A promising new alternative for the rapid reversal of warfarin coagulopathy in traumatic intracranial hemorrhage.
ABSTRACT Internationally, Factor IX complex (FIX complex) has been used to correct warfarin-induced coagulopathy. We present our experience with 28 patients using FIX complex.
A retrospective chart review was conducted between November 2002 and July 2006 on patients with warfarin-induced coagulopathy. We recorded the dose and timing of FIX complex, serial international normalized ratios (INRs), early adverse events, and patient outcome.
Twenty-eight patients met criteria. The mean INR on admission was 5.1, and after FIX complex infusion was reduced significantly to 1.9 (P = .008). Eleven patients had a repeat INR drawn within 30 minutes after FIX complex infusion. The mean time to correction was 13.5 minutes. There were no early thrombotic events or allergic reactions.
FIX complex results in an immediate reversal of coagulopathy within 15 minutes after administration. Its use should be considered as an alternative treatment to fresh-frozen plasma and recombinant Factor VIIa. Prospective randomized trials are needed to confirm these findings.
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ABSTRACT: The use of prothrombin complex concentrate (PCC) to reverse acquired (coagulopathy of trauma) and induced coagulopathy (preinjury warfarin use) is well defined. To compare outcomes in patients with traumatic brain injury without warfarin therapy receiving PCC as an adjunct to fresh frozen plasma (FFP) therapy compared with patients receiving FFP therapy alone. All patients with traumatic brain injury coagulopathy without warfarin therapy who received PCC (25 IU/kg) in conjunction with FFP or FFP alone at our Level I trauma center were reviewed. Coagulopathy was defined as an international normalized ratio >1.5. The groups (PCC + FFP vs FFP alone) were matched using propensity score matching on a 1:2 ratio for age, sex, Glasgow Coma Scale score, Injury Severity Score, head Abbreviated Injury Scale score, and international normalized ratio (INR) on presentation. The primary outcome measure was time to craniotomy. Secondary outcome measures were blood product requirements, cost of therapy, and mortality. A total of 1641 patients were reviewed, 222 of whom were included (PCC + FFP, 74; FFP, 148). The mean ± standard deviation age was 46.4 ± 21.7 years, the median (range) Glasgow Coma Scale score was 8 (3-12), and the mean ± standard deviation INR on presentation was 1.92 ± 0.6. PCC + FFP therapy was associated with an accelerated correction of INR (P = .001) and decrease in overall pack red blood cell (P = .035) and FFP (P = .041) administration requirement. Craniotomy was performed in 26.1% of patients (n = 58). Patients who received PCC + FFP therapy had faster time to craniotomy (P = .028) compared with patients who received FFP therapy alone. PCC as an adjunct to FFP decreases the time to craniotomy with faster correction of INR and concomitant decrease in the need for blood product requirement in patients with traumatic brain injury exclusive of prehospital warfarin therapy. AIS, Abbreviated Injury ScaleFFP, fresh frozen plasmaINR, international normalized ratioPCC, prothrombin complex concentraterFVIIa, recombinant factor VIIaRHCT, repeat head computed tomography scanSD, standard deviationTBI, traumatic brain injury.Neurosurgery 05/2015; 76(5):601-607. DOI:10.1227/NEU.0000000000000685 · 3.03 Impact Factor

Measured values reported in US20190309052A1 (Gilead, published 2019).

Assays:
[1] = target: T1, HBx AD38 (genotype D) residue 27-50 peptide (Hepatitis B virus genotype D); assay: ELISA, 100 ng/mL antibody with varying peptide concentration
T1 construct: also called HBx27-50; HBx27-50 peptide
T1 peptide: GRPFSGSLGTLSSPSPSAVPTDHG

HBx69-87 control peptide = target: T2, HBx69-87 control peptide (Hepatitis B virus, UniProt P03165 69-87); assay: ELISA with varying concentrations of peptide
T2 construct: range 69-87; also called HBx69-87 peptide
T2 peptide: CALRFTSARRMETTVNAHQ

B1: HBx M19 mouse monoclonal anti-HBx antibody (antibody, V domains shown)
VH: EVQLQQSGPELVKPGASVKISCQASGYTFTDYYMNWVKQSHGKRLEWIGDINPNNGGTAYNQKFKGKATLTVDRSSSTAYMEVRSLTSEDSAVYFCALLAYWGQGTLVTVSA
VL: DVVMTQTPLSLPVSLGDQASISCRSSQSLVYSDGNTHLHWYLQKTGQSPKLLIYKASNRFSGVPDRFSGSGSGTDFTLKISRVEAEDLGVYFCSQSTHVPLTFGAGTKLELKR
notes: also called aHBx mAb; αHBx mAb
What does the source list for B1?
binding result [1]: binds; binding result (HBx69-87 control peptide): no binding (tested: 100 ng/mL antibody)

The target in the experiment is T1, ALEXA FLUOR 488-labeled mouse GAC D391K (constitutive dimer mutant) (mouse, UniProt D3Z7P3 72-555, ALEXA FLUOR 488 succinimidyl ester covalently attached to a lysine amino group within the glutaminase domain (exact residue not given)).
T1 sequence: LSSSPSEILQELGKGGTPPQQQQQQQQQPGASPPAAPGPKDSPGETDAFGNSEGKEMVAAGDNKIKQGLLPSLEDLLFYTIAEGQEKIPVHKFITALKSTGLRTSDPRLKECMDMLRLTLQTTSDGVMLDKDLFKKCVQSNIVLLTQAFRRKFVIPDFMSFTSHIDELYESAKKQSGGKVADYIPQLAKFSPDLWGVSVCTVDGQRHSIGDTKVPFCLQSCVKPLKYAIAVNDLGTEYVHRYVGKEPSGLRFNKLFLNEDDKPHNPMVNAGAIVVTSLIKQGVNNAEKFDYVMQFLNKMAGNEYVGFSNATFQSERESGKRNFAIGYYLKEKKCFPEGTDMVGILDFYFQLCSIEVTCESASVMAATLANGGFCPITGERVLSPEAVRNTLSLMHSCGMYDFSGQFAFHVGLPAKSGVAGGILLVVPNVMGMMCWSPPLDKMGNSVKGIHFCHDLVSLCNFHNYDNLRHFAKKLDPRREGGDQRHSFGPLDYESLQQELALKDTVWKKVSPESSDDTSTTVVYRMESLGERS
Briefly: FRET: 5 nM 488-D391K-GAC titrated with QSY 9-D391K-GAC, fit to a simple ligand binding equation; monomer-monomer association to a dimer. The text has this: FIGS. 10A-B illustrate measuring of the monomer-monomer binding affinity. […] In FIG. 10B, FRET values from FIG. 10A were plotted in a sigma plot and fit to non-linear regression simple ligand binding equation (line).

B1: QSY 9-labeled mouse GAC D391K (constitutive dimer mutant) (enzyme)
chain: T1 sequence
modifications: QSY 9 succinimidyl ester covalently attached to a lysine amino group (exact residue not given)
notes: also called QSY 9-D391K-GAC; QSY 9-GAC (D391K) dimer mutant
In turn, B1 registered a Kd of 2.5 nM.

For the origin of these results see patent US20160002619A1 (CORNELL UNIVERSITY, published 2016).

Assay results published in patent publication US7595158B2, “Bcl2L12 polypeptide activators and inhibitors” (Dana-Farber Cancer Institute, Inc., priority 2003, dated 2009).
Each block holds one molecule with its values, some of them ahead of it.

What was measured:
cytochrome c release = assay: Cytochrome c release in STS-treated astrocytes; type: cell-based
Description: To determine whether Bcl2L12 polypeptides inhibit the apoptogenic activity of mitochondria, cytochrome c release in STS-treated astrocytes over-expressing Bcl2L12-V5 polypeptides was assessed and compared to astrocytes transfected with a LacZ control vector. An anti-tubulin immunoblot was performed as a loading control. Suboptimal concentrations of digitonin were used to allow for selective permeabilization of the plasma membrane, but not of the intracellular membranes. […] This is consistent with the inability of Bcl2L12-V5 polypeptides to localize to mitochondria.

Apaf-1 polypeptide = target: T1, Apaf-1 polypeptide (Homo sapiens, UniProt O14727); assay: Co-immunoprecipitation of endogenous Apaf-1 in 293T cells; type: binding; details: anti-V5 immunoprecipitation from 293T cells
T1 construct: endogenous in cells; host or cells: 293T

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ABSTRACT: Despite recent advances, trauma care providers nowadays face a number of coagulopathic patients. Coagulopathy in trauma patients can be secondary to the traumatic insult or therapeutic effect of the anticoagulants including the Vitamin K antagonist. The efficacy of a concentrated product of Vitamin K–dependent coagulation factors, prothrombin complex concentrate (PCC), to reverse coagulopathy has been tested mainly in nontrauma setting.The American Journal of Surgery 10/2014; 209(2). DOI:10.1016/j.amjsurg.2014.08.019 · 2.41 Impact Factor
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ABSTRACT: Warfarin, an oral vitamin K antagonist, is used to prevent arterial and venous thromboembolism in patients suffering from a multitude of diseases. In 2004, 31 million warfarin prescriptions were dispensed in the United States. Warfarin inhibits the activation of the vitamin K-dependent clotting factors (Factors II, VII, IX, and X) and regulatory proteins (proteins C, S, and Z). It is one of the leading drugs implicated in emergency room visits for adverse drug reactions. Annually the frequency of bleeding complications associated with overanticoagulation is 15% to 20%, with fatal bleeds measuring as high as 1% to 3%. The most effective method of warfarin reversal involves the use of Four Factor Prothrombin Complex Concentrate (PCC), which is widely used throughout Europe but is unavailable in the United States. The current therapies available to emergency room physicians in the United States are fresh frozen plasma, recombinant Factor VIIa (rFVIIa), Factor Eight Inhibitory Bypassing Activity, or Three Factor PCC concomitantly administered with vitamin K. We review the advantages and disadvantages of these therapies and recommend Three Factor PCC with small doses of rFVIIa and with vitamin K in life-threatening situations if Four Factor PCC is unavailable.The western journal of emergency medicine 11/2011; 12(4):386-92. DOI:10.5811/westjem.2011.3.2051